Pick Up the Pace on Missile Defense

The Missile Defense Agency successfully conducted a flight test of a three-stage Ground-Based Interceptor from Vandenberg Air Force Base, Calif.

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The Missile Defense Agency successfully conducted a flight test of a three-stage Ground-Based Interceptor from Vandenberg Air Force Base, Calif.

Five steps to keep U.S. defenses ahead of North Korea’s efforts to make weapons that can threaten American cities.

Last month, as Japanese Prime Minister Abe and President Trump met to forge a deeper alliance between our two countries, North Korea launched a mobile solid-fueled ballistic missile into the Sea of Japan, a missile similar to one previously launched from a submersible barge. The message it sends to the world is clear: Kim Jong-un is continuing his pursuit of sophisticated, long-range delivery systems capable of reaching the United States and our closest allies.

Kim Jong-un’s publicly stated goal is to develop a nuclear-capable intercontinental ballistic missile that can strike the continental United States. To be clear, the man who starves his own citizens, sentences them to inhumane “labor camps,” and who – just last month – allegedly had his half-brother assassinated in Malaysia, is the same person who wants to hold hostage American cities such as New York, Los Angeles, and Chicago. Top military and intelligence officials have publicly said that it is no longer a matter of if Kim Jong-un gets this capability, but rather when. Congress and the administration must act to protect the American people by picking up the pace on missile defense.

Unfortunately, our commitment to funding homeland missile defense has been inconsistent. Early in his presidency, President Obama fulfilled his campaign promise to “cut investments in unproven missile defense systems” by slashing billions of dollars over three years. Then came an additional nuclear detonation and other “irresponsible and reckless provocations” from an unstable North Korea. In March 2013, the administration made a U-turn, moving to increase our deployed missile defense capacity by 50 percent citing “irresponsible and reckless provocations” from North Korea.

Four years later, we stand at another inflection point. Sanctions and negotiations have not curbed Pyongyang’s nuclear and ballistic missile ambitions. Since 2013, Kim Jong-un has detonated three nuclear weapons and tested more than 60 missiles – more than twice as many nuclear weapons and missile tests as his father and grandfather combined. And he continues to abuse, exploit, and impoverish his own people, mortgaging their well-being for his unholy crusade for a miniaturized nuclear warhead and the missiles to deliver it to Guam, Alaska, and the contiguous United States. The Obama administration’s policy of strategic patience with North Korea has failed.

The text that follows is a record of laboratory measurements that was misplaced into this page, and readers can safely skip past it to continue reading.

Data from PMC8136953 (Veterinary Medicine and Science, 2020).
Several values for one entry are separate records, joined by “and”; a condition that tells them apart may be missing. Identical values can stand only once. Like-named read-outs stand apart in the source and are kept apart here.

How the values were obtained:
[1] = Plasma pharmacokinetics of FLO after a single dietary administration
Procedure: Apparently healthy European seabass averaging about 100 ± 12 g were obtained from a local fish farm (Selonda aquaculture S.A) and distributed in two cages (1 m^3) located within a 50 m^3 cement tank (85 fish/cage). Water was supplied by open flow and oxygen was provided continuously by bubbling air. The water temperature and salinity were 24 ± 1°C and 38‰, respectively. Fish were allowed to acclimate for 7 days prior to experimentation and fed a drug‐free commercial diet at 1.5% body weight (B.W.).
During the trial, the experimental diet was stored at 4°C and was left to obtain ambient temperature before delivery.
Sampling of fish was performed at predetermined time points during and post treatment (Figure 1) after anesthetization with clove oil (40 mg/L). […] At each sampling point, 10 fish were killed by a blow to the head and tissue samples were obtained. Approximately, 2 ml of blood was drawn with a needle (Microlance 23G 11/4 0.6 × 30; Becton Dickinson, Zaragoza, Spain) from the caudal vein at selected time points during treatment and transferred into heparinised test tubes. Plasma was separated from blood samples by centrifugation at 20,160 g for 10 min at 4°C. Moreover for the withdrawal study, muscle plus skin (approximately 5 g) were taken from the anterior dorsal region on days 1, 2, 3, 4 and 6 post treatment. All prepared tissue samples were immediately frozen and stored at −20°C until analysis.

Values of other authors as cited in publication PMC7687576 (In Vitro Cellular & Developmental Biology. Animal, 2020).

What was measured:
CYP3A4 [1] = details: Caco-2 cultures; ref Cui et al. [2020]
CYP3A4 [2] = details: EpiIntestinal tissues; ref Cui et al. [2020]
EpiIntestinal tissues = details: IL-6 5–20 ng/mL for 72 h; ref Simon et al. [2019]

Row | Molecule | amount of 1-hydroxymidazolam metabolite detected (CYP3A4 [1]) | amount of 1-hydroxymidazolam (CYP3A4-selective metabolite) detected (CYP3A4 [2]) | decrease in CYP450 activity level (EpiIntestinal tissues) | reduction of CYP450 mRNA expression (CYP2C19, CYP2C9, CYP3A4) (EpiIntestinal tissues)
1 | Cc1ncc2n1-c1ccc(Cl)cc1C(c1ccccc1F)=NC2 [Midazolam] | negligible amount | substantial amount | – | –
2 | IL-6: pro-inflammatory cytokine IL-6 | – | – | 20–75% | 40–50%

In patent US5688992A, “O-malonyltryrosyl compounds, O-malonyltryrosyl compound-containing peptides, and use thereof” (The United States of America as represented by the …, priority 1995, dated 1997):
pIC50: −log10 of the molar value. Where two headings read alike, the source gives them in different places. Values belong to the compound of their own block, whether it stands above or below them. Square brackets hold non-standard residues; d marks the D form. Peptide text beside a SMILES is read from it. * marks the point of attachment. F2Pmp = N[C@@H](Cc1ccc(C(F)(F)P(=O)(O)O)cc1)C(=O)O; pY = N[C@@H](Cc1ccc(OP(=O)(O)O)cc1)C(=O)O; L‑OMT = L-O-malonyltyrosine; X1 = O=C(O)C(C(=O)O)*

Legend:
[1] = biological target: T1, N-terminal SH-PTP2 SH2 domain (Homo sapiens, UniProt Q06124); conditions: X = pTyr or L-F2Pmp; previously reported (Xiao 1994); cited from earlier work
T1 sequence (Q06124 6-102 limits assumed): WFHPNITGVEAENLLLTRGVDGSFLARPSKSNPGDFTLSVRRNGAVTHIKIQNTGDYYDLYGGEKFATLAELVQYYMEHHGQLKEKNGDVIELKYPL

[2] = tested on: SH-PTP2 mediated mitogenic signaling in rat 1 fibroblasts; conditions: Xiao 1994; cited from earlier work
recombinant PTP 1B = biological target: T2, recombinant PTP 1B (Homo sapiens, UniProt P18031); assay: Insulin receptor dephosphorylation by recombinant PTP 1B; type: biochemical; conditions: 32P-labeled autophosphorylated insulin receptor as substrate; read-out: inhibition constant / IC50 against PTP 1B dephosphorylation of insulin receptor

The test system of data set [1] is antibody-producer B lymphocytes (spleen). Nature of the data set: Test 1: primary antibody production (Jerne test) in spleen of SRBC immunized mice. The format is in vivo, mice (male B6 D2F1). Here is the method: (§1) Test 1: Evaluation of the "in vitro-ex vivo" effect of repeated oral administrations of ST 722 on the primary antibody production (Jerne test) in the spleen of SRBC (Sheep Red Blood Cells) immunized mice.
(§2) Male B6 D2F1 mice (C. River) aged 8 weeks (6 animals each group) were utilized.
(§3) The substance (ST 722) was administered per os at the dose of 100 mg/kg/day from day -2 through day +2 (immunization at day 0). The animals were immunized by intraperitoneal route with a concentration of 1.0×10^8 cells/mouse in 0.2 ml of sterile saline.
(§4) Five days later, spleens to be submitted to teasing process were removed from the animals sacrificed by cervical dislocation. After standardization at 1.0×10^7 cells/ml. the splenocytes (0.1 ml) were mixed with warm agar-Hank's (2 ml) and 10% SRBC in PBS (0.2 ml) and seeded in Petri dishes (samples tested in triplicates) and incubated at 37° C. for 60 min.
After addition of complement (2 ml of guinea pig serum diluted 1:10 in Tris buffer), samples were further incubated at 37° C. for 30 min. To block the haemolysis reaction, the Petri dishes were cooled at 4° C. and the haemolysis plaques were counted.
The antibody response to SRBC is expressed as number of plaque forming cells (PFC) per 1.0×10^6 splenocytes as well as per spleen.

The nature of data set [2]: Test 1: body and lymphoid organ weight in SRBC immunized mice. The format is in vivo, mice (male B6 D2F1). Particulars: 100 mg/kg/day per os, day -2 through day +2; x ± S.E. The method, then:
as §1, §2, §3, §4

Thankfully, the United States enjoys a measure of protection against a limited missile attack from North Korea. By the end of this year, we will have 44 ground-based interceptors in Alaska and California, and by 2019, we will have a new radar and other means to allow our warfighters to better track and discriminate threats. Moreover, Congress continues its bipartisan efforts to modernize homeland missile defense and to mandate yearly testing of the system.

Still, North Korea’s missile development threatens to outpace U.S. defenses in the long-term. To face down this challenge, the Trump administration – as part of implementing the Jan. 27 Presidential Memorandum on Rebuilding the U.S. Armed Forces – should consider at least five avenues to strengthen our missile defense.

First, the administration should continue efforts to complete a more reliable and lethal kill vehicle, the “bullet” that intercepts the incoming warhead in space. Designed to bring down long-range missiles, this new kill vehicle will also be cheaper and easier to produce — two qualities that will help ensure our defenses continue to outpace the growing threat.

See also Calm Down About North Korea’s Nukes
And Washington’s Dangerous Drums of War on North Korea

Second, the interceptor force should be made more effective and flexible, such as with a selectable-stage booster to give the warfighters more battlespace, a new ground-based discrimination radar, and new sensors in space. We might also accelerate development of the multi-object kill vehicle, which would allow a single interceptor to engage more than one target.

Third, we should consider increasing our interceptor capacity, perhaps expanding up to the full 100 interceptors originally planned for the Fort Greely site in Alaska. An April 2015 report by Johns Hopkins University found that North Korea could have as many as 100 nuclear warheads by 2020. By the end of this year, we will have only 44 interceptors, total. We must – at a minimum – continue to produce additional interceptors, grow at Fort Greely, and look at constructing a new missile defense site on our Atlantic coast.

Fourth, the United States should more regularly conduct flight tests of our missile defenses. These tests give confidence to our warfighters and demonstrate to our adversaries that if they launch against the U.S., their attacks will never reach our shores.

Finally, the United States must pursue other means to defeat missiles early in their flight or even before they are launched. Advanced technologies worthy of additional effort include lasers mounted on small UAVs to defeat missiles in their boost phase. 

I recently met a North Korean defector in Seoul who told me that “there can be no security for North Korea without its nuclear weapons.” In the face of the growing North Korean threat, there is no security for the U.S. without robust homeland missile defense.

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